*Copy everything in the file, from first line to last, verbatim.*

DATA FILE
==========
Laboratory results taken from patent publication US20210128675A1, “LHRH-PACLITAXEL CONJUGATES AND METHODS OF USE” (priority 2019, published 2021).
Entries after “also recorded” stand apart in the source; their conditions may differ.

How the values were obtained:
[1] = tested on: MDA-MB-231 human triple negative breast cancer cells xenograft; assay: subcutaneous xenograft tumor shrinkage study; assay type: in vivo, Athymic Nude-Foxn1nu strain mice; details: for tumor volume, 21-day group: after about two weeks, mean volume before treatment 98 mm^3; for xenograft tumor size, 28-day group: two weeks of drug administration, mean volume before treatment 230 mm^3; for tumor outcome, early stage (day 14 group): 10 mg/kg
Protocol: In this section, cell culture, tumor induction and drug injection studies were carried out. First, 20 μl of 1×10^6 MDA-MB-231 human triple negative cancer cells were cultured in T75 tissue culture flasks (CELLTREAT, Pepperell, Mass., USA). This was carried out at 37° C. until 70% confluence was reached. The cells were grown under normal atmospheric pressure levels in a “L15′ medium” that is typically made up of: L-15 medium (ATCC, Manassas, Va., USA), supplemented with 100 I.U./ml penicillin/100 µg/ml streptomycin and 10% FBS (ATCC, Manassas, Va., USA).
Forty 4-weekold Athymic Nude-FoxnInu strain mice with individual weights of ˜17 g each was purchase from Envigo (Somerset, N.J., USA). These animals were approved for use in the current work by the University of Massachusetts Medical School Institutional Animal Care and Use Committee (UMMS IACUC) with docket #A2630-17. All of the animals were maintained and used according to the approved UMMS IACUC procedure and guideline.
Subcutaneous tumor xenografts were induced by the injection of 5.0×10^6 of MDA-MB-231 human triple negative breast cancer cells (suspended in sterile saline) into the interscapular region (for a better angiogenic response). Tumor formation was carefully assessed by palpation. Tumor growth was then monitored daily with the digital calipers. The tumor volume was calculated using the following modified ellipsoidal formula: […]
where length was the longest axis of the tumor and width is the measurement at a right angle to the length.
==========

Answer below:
Laboratory results taken from patent publication US20210128675A1, “LHRH-PACLITAXEL CONJUGATES AND METHODS OF USE” (priority 2019, published 2021).
Entries after “also recorded” stand apart in the source; their conditions may differ.

How the values were obtained:
[1] = tested on: MDA-MB-231 human triple negative breast cancer cells xenograft; assay: subcutaneous xenograft tumor shrinkage study; assay type: in vivo, Athymic Nude-Foxn1nu strain mice; details: for tumor volume, 21-day group: after about two weeks, mean volume before treatment 98 mm^3; for xenograft tumor size, 28-day group: two weeks of drug administration, mean volume before treatment 230 mm^3; for tumor outcome, early stage (day 14 group): 10 mg/kg
Protocol: In this section, cell culture, tumor induction and drug injection studies were carried out. First, 20 μl of 1×10^6 MDA-MB-231 human triple negative cancer cells were cultured in T75 tissue culture flasks (CELLTREAT, Pepperell, Mass., USA). This was carried out at 37° C. until 70% confluence was reached. The cells were grown under normal atmospheric pressure levels in a “L15′ medium” that is typically made up of: L-15 medium (ATCC, Manassas, Va., USA), supplemented with 100 I.U./ml penicillin/100 µg/ml streptomycin and 10% FBS (ATCC, Manassas, Va., USA).
Forty 4-weekold Athymic Nude-FoxnInu strain mice with individual weights of ˜17 g each was purchase from Envigo (Somerset, N.J., USA). These animals were approved for use in the current work by the University of Massachusetts Medical School Institutional Animal Care and Use Committee (UMMS IACUC) with docket #A2630-17. All of the animals were maintained and used according to the approved UMMS IACUC procedure and guideline.
Subcutaneous tumor xenografts were induced by the injection of 5.0×10^6 of MDA-MB-231 human triple negative breast cancer cells (suspended in sterile saline) into the interscapular region (for a better angiogenic response). Tumor formation was carefully assessed by palpation. Tumor growth was then monitored daily with the digital calipers. The tumor volume was calculated using the following modified ellipsoidal formula: […]
where length was the longest axis of the tumor and width is the measurement at a right angle to the length.